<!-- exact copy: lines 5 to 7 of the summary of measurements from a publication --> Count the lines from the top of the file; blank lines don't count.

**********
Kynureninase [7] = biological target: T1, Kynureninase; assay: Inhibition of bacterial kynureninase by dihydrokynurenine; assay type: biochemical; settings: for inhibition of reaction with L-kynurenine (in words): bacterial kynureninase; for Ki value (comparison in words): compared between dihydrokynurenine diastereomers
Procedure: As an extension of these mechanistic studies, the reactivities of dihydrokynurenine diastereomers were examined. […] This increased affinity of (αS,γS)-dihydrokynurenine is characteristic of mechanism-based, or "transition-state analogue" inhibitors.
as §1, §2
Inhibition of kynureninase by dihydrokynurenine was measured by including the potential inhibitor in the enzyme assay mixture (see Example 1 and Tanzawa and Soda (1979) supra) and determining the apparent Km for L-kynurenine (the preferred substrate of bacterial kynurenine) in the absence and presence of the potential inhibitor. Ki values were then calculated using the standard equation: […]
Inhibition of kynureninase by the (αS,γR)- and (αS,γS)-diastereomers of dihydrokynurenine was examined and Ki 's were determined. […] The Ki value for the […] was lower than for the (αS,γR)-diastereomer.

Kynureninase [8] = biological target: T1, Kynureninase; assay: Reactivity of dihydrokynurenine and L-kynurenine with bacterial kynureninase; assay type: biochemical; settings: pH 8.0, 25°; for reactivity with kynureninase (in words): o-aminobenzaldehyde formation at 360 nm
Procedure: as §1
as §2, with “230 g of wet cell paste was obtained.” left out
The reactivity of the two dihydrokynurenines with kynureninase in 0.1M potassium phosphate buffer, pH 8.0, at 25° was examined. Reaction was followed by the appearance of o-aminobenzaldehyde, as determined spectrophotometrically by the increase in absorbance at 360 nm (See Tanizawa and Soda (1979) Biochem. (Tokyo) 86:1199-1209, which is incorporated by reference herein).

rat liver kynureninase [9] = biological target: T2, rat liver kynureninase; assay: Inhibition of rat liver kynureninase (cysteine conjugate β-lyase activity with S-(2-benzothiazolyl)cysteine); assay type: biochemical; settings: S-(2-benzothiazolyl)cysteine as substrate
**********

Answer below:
Inhibition of kynureninase by the (αS,γR)- and (αS,γS)-diastereomers of dihydrokynurenine was examined and Ki 's were determined. […] The Ki value for the […] was lower than for the (αS,γR)-diastereomer.

Kynureninase [8] = biological target: T1, Kynureninase; assay: Reactivity of dihydrokynurenine and L-kynurenine with bacterial kynureninase; assay type: biochemical; settings: pH 8.0, 25°; for reactivity with kynureninase (in words): o-aminobenzaldehyde formation at 360 nm
Procedure: as §1